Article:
Same here. I even went so far as to get an estimate, but who the heck has a spare $20 grand lying around? (No, seriously, who has it, and can I have it? Pretty please? It's for everyone's sake, after all.)
One thing I'd recommend is to keep your eye on what's happening with Boulder County's new programs that are coming from Issue 1A. That's the program where the county is planning to issue $40 million worth of bonds to fund efficiency and renewables for homeowners in the county. It's basically subsidized financing to invest in these things which you then pay back in your property taxes, so you don't have to come up with the money yourself on the front end. Of course, if you're going to get solar energy, you should do a lot of efficiency work first, so that you don't need to spend as much money on an unnecessarily large system.
Thanks for the info! Alas, I'm in Denver county, so the Boulder stuff won't have a direct impact on me, but I'll definitely do some research on the site you've kindly recommended. And, of course, as goes Boulder, so goes the rest of the state-- eventually.
I live in an Off the grid solar house that was designed from the start to be Solar.
Map the site for solar gain in the winter. The sun is low on the horizon. You should be getting unobstructed sun.
You could put in more windows on the South face of the house and block off windows on the north. This is passive Solar. Like the Anastazi indians used.
Then there are Roof top active panels. If you do this the easiest thing to do is a domestic hot water system. If you are going to do a huge conversion better consider future reroofing. Better to have a metal roof then they never have to come down to re-roof. If you are doing Solar Electric... First thing to do is every tiny energy saving thing. Like permafrost fridge, compact floressents, and unplugging every fantom load at night. Then after that you can buy the least amount of panels.
There are volumes of books on Solar out there now. You can go in alot of different directions.
Thanks Kelly. The estimates I've had are for solar electric, and it's apparently quite feasible for our house-- just expensive. We have low power usage already, and our (flat) roof gets excellent sun exposure, with plenty of room for south-facing panels. It's just a question of where to come up with the dough to finance the thing!
I didn't see your original question, but let me add that you don't have to convert the whole house at once. You can start with one room, say your computer room and provide power for it, lights and radio with a small solar setup, then add on later. Or, if you're a garden person, put your fountain, yard lights,e tc. on solar for a start.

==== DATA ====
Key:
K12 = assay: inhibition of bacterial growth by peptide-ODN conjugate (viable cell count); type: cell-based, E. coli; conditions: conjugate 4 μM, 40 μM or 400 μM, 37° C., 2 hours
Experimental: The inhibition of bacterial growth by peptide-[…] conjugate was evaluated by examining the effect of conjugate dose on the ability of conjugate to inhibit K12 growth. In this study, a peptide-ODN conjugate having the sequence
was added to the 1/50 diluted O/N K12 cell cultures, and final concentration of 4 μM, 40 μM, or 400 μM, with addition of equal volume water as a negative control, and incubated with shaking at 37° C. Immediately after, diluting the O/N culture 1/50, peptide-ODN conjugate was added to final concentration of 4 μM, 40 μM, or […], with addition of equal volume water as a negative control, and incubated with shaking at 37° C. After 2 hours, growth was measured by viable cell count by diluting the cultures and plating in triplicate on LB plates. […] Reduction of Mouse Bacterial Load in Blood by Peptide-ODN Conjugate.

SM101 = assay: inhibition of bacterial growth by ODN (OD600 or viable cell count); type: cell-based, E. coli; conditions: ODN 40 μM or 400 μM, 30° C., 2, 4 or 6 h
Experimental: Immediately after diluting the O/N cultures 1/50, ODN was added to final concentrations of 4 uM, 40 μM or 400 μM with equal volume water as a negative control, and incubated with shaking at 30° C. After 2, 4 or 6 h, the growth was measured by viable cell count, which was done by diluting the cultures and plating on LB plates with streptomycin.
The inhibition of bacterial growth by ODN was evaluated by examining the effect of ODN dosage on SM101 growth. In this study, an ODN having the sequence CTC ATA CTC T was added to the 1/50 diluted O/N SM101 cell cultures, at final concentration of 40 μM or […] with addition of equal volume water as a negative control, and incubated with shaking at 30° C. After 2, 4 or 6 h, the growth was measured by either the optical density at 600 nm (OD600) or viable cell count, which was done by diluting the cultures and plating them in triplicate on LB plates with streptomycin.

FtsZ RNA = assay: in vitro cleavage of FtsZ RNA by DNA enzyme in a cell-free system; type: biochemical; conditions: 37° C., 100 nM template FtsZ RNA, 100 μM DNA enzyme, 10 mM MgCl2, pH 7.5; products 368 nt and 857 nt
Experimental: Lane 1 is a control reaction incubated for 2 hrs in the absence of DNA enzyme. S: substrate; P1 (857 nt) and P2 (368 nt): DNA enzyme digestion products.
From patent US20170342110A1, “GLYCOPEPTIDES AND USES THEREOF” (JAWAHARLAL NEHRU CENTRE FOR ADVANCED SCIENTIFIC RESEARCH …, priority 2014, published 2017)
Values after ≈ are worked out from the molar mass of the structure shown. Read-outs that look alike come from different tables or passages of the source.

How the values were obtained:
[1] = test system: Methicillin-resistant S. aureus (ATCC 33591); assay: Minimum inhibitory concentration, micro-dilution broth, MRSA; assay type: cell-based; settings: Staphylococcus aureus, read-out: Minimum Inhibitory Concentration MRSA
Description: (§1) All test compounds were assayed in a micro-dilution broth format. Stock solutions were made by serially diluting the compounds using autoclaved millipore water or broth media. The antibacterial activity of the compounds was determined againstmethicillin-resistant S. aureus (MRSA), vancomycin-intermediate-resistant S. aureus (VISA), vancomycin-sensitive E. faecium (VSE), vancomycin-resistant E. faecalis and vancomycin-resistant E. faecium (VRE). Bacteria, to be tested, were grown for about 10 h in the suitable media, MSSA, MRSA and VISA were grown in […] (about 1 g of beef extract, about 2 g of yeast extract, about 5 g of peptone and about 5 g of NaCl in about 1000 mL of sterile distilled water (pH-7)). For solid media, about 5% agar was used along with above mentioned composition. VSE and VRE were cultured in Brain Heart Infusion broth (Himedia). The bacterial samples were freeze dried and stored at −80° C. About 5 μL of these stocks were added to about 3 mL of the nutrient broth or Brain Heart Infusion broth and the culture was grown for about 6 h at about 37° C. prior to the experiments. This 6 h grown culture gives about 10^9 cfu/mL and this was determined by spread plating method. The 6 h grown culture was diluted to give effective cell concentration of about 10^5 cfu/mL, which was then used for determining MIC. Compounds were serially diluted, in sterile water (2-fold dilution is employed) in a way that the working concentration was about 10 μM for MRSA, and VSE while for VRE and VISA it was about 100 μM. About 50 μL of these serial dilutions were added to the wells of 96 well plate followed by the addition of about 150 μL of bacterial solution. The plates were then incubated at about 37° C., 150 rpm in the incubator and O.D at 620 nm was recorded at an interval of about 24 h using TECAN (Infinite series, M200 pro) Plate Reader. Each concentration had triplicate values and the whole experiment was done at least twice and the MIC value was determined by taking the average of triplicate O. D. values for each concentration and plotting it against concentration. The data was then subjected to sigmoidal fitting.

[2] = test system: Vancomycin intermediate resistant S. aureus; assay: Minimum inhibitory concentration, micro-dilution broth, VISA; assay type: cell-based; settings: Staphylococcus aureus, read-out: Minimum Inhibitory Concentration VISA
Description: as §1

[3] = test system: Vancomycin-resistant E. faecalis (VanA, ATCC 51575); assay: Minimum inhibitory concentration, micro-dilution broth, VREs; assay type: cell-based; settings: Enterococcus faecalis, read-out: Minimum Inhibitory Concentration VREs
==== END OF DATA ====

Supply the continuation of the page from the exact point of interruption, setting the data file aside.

I've been living in a small space using solar and wind power for 15 years. My setup has a current cost of about $5,000. Meets my needs fairly well, but not without a lot of conservation.
Thanks Stephen. I had a couple estimates, but no one mentioned the room-by-room thing. Any recommendations on who to talk to about that? I really like that idea-- I could afford to piecemeal the whole thing over the course of a few years much more than all at once!
When I had my system installed, the company who did the sizing said it was important to get an inverter (the electrical device that coverts the DC power to AC) that matched the power produced by the panels, so I don't see how you can dramatically increase the power you are producing without buying a new inverter that handles the greater power.
This is going to sound silly, but my mom and I talked to a guy at CostCo selling solar panels for a thousand a pop. I don't know how I should feel about CostCo solar panels, but it seemed like a reasonable price. We are getting a big tax refund for buying a house after July of '08, and were thinking that solar panels might be a good thing to do with the money. Of course, we also thought about stashing it in a savings account as an emergency fund.
I know of a program in California where you basically rent your roof to a company that will put solar panels up. You get the energy, they get the tax break, it sounds like a pretty sweet deal to me. If we had something like that in Colorado, I'd certainly sign up.
You know who has 20k lying around? The dude at Get Rich Slowly (google it, its a great blog). It took him years to save it, but he shows its possible.